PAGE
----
While there were no financial results published, the baseball club within the UAEC no doubt lost money. The most definitive piece of evidence is Winslow’s obituary, which stated that the Boston Unions ballclub “was not a financial success.”14 Economic historians believe no Union Association club made a profit and that the average loss for a club in the league was $15,000.15 The Boston Unions dissolved in the late fall of 1884, when the ballclub was evicted from the Union Association after it did not attend the mid-December league meeting to plan for an 1885 season.16
The deceased 10-month-old ballclub proved useful, though, in propelling forward the successful sports-oriented business careers of both Wright and Winslow. Wright & Ditson prospered as a sporting-goods company well into the 1890s.17 For Winslow, the UAEC served to complete a year-round amusement business into 1888, while Winslow’s roller-skating rink remained open until 1892.18
CHARLIE BEVIS is the author of seven books on baseball history, most recently “Red Sox vs. Braves in Boston: The Battle for Fans’ Hearts, 1901-1952” (Jefferson, North Carolina: McFarland, 2017). A member of SABR since 1984, he has contributed more than five dozen biographies to the SABR BioProject as well as several to SABR books. He is an adjunct professor of English at Rivier University in Nashua, New Hampshire.
1 “The Union Base Ball Club of This City Admitted to the Union Association,” Boston Globe, March 18, 1884.
2 “Organization of the Union Athletic Exhibition Company,” Boston Globe, March 27, 1884; “Boston Gossip,” New York Clipper, April 5, 1884.
3 “Progress and Prospects for the Union League Team,” Boston Globe, March 23, 1884.
4 “The Union Grounds: Plans for the New Athletic Park Completed,” Boston Globe, April 3, 1884.
5 The primacy of bicycle racing is seen by the grandstand being located closer to the bicycle track than to the baseball diamond, with the track bifurcating left field. Additionally, initial stock subscribers included the bicycle manufacturers Pope and Cunningham (“A New Club in Boston,” New York Clipper, March 29, 1884). Winslow was in the process of organizing the UAEC, and had secured the lease for the grounds, when Wright approached him about putting the Boston Unions under the UAEC umbrella (“Boston’s New Nine,” Boston Globe, March 9, 1884).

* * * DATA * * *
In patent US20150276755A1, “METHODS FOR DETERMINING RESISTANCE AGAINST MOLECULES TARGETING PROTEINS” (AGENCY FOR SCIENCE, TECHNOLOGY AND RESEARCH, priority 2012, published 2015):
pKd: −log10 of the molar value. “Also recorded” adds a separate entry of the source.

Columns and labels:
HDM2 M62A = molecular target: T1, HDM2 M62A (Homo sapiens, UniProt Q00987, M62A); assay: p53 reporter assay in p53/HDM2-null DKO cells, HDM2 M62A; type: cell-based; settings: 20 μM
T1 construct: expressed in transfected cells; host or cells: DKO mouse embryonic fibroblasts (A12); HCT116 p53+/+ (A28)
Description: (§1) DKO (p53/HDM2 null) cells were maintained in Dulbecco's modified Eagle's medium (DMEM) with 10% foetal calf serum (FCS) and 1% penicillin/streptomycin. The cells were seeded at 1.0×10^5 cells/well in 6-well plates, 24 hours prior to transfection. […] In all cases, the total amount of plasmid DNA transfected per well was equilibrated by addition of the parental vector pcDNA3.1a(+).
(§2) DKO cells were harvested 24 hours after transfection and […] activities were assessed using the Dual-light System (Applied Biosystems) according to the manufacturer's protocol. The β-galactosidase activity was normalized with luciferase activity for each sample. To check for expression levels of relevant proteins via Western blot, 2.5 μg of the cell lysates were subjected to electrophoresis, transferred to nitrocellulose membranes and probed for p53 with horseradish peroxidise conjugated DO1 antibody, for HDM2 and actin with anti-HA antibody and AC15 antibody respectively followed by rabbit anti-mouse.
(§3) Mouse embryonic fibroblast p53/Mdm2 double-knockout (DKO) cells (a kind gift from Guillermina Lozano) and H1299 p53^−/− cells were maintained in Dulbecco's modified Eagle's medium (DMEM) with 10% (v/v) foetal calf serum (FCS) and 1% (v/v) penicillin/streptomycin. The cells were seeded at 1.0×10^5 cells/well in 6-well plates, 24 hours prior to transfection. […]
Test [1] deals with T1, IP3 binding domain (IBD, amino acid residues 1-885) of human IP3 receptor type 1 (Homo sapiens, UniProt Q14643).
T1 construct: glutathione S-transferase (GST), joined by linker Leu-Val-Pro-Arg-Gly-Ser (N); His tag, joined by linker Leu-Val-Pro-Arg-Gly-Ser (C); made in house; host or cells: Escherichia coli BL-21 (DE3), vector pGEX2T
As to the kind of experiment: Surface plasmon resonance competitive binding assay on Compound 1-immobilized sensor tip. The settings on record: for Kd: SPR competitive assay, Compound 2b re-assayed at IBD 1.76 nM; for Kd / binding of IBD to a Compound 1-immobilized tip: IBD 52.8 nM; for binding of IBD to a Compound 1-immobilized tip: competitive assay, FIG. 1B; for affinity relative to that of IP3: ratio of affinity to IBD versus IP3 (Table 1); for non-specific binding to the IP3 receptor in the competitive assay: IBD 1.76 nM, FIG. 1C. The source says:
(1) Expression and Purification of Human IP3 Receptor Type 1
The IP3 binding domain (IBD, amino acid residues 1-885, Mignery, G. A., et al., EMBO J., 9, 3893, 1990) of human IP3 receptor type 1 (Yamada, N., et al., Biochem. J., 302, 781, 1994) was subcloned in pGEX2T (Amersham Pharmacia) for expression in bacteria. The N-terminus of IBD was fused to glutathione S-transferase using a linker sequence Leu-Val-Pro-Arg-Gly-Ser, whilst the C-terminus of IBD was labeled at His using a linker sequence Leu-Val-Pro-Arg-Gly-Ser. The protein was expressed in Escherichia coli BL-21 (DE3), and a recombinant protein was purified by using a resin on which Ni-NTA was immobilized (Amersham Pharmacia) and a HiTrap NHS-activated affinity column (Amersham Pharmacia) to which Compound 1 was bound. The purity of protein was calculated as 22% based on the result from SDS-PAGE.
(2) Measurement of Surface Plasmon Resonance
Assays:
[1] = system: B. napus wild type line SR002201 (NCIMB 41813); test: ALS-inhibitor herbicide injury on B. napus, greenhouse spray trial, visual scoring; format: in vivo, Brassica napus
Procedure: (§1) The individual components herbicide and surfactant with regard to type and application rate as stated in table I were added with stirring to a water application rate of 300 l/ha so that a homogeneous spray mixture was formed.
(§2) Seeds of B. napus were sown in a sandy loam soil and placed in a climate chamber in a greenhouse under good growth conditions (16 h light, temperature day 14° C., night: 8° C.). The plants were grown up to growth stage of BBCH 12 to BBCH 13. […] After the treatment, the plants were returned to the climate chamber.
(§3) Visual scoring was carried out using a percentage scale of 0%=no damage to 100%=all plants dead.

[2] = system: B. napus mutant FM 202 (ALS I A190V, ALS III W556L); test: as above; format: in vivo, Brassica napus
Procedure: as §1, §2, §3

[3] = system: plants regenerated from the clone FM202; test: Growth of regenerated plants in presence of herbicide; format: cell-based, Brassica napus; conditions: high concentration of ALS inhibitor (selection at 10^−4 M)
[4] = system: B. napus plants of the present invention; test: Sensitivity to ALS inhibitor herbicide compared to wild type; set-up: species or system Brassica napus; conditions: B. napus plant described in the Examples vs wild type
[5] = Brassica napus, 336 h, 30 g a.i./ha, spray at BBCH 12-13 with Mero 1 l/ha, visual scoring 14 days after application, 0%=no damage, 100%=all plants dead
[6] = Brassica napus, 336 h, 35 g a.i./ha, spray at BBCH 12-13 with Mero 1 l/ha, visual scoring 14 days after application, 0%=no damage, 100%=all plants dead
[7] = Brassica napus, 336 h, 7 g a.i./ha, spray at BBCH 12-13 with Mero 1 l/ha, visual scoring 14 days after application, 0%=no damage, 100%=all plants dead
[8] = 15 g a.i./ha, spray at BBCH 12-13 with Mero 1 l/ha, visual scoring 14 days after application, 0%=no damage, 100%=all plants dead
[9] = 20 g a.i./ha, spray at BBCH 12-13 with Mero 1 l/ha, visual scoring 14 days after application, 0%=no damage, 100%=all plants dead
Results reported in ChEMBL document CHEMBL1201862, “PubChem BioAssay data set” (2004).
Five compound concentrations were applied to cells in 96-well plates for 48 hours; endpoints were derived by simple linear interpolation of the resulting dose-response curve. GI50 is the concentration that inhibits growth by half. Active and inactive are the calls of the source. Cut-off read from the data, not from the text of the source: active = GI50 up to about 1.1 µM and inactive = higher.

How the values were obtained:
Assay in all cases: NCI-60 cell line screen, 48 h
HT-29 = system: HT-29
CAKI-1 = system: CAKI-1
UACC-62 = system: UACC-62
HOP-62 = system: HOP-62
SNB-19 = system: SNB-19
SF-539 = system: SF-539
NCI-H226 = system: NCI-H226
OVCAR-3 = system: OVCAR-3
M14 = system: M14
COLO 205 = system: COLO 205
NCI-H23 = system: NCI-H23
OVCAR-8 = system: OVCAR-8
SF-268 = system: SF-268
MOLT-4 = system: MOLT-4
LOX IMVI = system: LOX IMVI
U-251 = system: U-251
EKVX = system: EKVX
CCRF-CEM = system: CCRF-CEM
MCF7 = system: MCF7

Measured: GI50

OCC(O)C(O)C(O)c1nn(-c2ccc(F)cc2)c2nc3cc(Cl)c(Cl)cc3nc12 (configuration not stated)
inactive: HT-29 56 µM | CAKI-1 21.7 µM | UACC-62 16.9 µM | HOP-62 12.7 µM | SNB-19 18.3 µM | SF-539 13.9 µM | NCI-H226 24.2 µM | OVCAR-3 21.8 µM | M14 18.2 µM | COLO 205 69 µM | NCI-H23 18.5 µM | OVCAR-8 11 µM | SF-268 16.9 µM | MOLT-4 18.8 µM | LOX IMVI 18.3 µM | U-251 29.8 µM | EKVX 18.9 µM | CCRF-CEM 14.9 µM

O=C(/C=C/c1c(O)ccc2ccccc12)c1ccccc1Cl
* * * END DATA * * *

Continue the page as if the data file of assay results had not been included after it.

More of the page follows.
6 “Owner and Executive Roster,” Total Baseball: The Official Encyclopedia of Major League Baseball, 7th edition (Kingston, New York: Total Sports Publishing, 2001), 2460.
7 “Base Ball Business,” Boston Globe, July 2, 1884; “A Special Meeting,” New York Clipper, September 27, 1884.
8 “Boston Gossip,” New York Clipper, April 5, 1884.
9 George Tuohey, A History of the Boston Base Ball Club (Boston: M.F. Quinn, 1897), 83.
10 James Quirk and Rodney Fort, Pay Dirt: The Business of Professional Sports (Princeton: Princeton University Press, 1992), 387.
11 Jerry Jaye Wright, “What’s in a Name? George Wright’s Influence, Favors and Deals During the Organization of the Boston Unions of 1884,” North American Society for Sport History, 1990; “The Union Association,” New York Clipper, March 22, 1884.
12 Stephen Hardy, “‘Adopted by All the Leading Clubs’: Sporting Goods and the Shaping of Leisure, 1800-1900,” in Richard Butsch, ed., For Fun and Profit: The Transformation of Leisure into Consumption (Philadelphia: Temple University Press, 1990), 83.
13 Wright & Ditson’s Base Ball Guide; Containing the Officers, Constitution, Playing Rules, and Players of the Union Association of Base Ball Clubs (Boston: Wright & Ditson, 1884), 48.
14 “Frank H. [sic] Winslow Is Dead,” Boston Globe, June 13, 1905.
15 Quirk and Fort, Pay Dirt, 305.
16 “Four Clubs Apply,” Boston Globe, December 19, 1884. The Union Association went out of business in January 1885 when its best team, the St. Louis Maroons, joined the National League.
17 Hardy, “‘Adopted by All the Leading Clubs,’” 87.
18 “Frank H. [sic] Winslow Is Dead.” Boston Globe, June 13, 1905.